What Happened: US Payrolls surged 353,000 during the month of January far ahead of 175,000 consensus expectations. Interest rates popped on the news and bonds fell. Stocks paired early gains.
What Does it Mean? In our opinion, the growth in payrolls suggests a much stronger economy than any economist has been predicting. Furthermore, we believe the idea that rate cuts may be coming in the near future due to a weakening economy may be off the table. We think, the stock market, which has been largely correlated with the movement in interest rates, may now take a pause in its recent bullish momentum as it digests this new news.
Why Do we Care? Our bullish thesis is largely predicated upon lowering interest rates due to a softening economy, particularly in the job market. We think the data reported suggests this may be called into question or at minimum be pushed out. What we do find fascinating with this report is the conflicting information from dozens if not several dozens of companies continuously announcing layoffs. Just this week UPS is the latest to announce job cuts, which if you recall, comes not long after union workers negotiated a significant bump in wages. Regardless of what collective bargaining may yield, the result at UPS is looking like layoffs, which begs the question of who really won that labor dispute?
While the hot jobs data certainly eased the stock market enthusiasm, we remain firmly in the camp that the economic backdrop will continue to ease applying further downward pressure to inflation and ultimately a sustained move lower in rates.
What Happened: Fed leaves rates unchanged, paints mixed picture.
What Does it Mean? On Wednesday, the Federal Open Market Committee announced they would be taking no action when it comes to overnight lending rates. During the press conference Jerome Powell discussed a continued desire to see inflation back to their 2% target while monitoring the economic data closely. Stocks sold off on the news, however rates dropped considerably.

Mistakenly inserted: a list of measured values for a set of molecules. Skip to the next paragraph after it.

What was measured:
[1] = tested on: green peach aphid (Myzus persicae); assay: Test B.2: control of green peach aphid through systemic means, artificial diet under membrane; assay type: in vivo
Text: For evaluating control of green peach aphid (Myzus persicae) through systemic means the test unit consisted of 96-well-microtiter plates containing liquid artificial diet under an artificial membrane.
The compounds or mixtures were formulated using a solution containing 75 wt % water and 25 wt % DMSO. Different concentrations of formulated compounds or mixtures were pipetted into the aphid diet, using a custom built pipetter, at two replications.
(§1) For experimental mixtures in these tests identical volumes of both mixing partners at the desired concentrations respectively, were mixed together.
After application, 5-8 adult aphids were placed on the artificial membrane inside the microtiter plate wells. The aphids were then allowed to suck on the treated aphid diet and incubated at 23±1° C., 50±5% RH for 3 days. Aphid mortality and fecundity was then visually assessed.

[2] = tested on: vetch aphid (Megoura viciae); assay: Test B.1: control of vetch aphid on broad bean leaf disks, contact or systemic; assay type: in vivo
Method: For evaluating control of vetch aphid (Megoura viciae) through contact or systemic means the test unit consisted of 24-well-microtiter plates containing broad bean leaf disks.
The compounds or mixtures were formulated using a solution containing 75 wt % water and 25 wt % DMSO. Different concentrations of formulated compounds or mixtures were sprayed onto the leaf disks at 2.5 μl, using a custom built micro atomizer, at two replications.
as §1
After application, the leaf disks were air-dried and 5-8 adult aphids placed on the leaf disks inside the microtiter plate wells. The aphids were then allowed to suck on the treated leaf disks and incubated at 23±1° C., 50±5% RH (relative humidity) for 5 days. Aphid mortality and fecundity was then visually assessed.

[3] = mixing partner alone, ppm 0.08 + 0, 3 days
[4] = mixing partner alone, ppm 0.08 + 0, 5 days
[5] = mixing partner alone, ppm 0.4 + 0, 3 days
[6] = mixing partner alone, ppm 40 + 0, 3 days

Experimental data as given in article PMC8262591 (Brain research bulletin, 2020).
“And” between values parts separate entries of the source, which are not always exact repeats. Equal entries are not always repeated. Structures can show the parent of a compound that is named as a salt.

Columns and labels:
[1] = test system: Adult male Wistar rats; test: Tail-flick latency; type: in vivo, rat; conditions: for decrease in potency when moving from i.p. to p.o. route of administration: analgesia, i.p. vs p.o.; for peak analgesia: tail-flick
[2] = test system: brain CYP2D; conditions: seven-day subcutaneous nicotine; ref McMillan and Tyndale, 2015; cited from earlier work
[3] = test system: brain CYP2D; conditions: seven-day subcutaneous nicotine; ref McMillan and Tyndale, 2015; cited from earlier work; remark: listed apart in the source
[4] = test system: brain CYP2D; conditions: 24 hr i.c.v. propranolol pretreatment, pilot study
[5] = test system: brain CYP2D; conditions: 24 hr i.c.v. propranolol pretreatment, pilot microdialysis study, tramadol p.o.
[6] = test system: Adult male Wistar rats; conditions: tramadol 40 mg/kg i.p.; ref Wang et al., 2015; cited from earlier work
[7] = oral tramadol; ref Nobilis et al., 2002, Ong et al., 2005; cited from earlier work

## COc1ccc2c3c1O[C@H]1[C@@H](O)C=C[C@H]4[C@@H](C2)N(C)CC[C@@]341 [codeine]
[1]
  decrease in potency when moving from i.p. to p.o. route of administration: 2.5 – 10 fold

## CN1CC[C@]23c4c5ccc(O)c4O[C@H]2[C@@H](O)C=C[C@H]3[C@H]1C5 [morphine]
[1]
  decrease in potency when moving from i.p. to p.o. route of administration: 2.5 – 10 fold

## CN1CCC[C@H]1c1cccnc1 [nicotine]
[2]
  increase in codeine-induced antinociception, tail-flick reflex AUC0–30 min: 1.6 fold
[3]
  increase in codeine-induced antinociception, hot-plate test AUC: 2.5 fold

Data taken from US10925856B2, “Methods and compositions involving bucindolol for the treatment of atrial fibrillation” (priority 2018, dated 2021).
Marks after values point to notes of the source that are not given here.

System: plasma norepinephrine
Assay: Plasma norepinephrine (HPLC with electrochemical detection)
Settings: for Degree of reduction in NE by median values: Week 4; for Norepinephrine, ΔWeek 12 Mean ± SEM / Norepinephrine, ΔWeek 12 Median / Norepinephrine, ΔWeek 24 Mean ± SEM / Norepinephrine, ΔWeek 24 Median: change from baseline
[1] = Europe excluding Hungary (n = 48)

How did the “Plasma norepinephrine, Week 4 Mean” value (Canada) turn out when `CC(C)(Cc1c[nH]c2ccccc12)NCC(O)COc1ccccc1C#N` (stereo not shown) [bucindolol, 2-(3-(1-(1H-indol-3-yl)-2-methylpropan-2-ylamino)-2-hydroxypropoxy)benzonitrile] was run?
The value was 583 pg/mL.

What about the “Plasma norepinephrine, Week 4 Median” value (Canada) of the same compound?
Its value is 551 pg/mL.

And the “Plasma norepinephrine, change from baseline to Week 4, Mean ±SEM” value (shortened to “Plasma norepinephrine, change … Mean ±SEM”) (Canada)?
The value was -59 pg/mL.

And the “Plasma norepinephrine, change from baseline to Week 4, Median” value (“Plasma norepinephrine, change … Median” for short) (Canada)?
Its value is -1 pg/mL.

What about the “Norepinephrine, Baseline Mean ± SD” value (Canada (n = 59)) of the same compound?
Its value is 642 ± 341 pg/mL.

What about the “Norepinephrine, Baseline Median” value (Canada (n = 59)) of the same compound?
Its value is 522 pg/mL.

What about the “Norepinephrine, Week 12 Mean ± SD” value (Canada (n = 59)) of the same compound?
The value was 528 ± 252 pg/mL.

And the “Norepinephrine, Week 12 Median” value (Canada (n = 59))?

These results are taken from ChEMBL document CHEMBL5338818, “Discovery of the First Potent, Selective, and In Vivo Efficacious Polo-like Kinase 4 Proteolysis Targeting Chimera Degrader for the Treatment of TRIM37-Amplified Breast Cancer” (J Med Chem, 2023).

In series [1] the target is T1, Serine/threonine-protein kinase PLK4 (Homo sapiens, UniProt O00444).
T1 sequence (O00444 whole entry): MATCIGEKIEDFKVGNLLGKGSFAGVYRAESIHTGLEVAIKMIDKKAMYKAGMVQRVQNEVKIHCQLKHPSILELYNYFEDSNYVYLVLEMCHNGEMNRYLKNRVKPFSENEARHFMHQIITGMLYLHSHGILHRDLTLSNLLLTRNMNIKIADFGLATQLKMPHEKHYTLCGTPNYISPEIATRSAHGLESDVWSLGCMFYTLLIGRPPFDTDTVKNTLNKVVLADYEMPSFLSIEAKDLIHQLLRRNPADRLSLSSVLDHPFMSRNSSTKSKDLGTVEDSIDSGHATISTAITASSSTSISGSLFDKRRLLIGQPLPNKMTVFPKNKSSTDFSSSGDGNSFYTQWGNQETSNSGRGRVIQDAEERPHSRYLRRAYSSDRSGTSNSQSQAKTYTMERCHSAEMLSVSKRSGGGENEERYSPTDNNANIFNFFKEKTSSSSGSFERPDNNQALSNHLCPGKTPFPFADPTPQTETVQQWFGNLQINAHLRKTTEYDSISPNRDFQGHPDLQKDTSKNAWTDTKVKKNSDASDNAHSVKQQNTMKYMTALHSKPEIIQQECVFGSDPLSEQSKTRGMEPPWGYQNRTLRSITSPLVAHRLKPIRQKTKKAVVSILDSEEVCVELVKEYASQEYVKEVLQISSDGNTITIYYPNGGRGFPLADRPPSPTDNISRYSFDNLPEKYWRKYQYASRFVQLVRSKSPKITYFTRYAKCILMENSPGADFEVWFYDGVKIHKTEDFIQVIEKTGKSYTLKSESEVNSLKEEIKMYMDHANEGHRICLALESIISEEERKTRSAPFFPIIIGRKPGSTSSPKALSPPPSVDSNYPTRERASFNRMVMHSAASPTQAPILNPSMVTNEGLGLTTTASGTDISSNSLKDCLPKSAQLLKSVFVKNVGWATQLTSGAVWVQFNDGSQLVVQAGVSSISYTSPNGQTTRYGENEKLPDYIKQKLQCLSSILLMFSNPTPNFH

Why Do We Care? As with Friday’s jobs data, in our opinion, the markets continue to be fixated on interest rates. In December, the Fed discussed their target to cut approximately three times during 2024. All eyes were on Wednesday’s announcement and press conference to either confirm or deny December’s announcement. Unfortunately, both sides were disappointed as Powell took a more neutral approach. Ironically, one would expect rates to rise on this news, however directly the opposite occurred. The movement in bonds leads me to believe that markets continue to look for lower rates in the future and a continued softening of inflation.
What Does it Mean? Thursday evening, among a slew of earnings reports, Amazon.com reported a quarterly report delivering $170B in top line revenue vs. expectations of $166B. Furthermore, the company made $1 per share vs. expectations of $0.80.
As a market cap weighted index, the S&P will be influenced by the size of various companies and their respective performance. Amazon falls at #3 on this list with Microsoft at #1 and Apple at #2.
While our optimism regarding markets has a great deal to do with lowered rates, I want to be sure folks understand once again the power of corporate America and just how far we’ve come in the last few decades.
It wasn’t all that long ago Amazon was merely an on-line bookstore, disrupting the likes of Barnes and Noble. Bezos and company did not want to stop there however and now the company boasts products far and wide not to mention movies, television shows, NFL games and is quickly becoming one of the largest delivery companies in the world.
I believe many people have counted out Amazon many times, yet they continue to just keep chugging along, innovating, and profiting for shareholders. If you own the S&P 500 via an index fund or ETF you’re being rewarded by Amazon and many others, and it is once again worthwhile to remember this the next time you’re convinced the markets may crash or the economy may fall to its knees. Never count out American innovation.
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